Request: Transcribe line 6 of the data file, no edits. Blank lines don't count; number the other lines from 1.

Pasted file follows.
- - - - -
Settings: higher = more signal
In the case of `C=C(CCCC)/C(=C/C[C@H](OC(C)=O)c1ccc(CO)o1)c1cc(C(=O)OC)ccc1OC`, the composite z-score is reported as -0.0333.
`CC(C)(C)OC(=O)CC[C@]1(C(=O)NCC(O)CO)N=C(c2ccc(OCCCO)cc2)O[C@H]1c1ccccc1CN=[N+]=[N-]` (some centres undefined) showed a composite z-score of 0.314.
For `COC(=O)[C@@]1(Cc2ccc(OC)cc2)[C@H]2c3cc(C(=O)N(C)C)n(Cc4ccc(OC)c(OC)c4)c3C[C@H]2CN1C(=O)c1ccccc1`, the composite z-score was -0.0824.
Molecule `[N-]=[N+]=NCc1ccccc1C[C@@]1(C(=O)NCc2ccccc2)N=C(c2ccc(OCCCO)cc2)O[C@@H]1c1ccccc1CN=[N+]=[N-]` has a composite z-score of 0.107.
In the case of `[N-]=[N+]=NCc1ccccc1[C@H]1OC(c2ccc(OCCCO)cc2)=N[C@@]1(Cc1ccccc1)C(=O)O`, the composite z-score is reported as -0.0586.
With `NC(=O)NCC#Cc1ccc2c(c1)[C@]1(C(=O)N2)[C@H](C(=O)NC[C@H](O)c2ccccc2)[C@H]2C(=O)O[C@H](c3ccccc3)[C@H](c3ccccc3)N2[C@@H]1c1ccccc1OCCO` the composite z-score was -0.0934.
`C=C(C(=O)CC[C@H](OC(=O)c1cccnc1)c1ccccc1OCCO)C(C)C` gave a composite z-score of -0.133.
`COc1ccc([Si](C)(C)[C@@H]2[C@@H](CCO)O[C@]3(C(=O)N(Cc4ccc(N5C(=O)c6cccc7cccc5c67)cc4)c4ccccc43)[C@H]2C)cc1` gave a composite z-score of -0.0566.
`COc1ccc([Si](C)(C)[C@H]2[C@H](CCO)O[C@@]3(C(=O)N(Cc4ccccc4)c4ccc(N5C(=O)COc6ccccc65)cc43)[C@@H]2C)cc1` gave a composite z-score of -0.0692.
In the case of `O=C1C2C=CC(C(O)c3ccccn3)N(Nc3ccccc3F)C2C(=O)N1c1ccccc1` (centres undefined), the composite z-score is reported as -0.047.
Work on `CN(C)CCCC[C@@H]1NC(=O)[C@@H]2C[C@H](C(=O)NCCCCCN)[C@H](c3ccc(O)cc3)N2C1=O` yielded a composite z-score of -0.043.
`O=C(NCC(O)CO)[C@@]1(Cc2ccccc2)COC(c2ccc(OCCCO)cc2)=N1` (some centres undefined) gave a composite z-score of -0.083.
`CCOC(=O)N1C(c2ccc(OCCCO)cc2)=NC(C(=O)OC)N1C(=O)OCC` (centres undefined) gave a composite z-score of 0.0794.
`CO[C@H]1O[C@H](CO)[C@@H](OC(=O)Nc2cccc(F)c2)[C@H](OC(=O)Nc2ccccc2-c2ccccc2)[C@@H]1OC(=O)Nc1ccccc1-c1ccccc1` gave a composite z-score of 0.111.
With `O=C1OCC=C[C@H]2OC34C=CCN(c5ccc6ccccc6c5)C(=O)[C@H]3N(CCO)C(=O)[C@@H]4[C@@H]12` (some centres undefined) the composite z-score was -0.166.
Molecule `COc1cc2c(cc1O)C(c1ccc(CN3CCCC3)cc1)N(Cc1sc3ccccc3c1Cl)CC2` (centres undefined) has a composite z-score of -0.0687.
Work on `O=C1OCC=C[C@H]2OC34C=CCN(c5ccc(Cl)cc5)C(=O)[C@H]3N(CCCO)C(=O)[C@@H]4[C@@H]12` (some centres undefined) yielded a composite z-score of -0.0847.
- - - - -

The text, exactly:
In the case of `[N-]=[N+]=NCc1ccccc1[C@H]1OC(c2ccc(OCCCO)cc2)=N[C@@]1(Cc1ccccc1)C(=O)O`, the composite z-score is reported as -0.0586.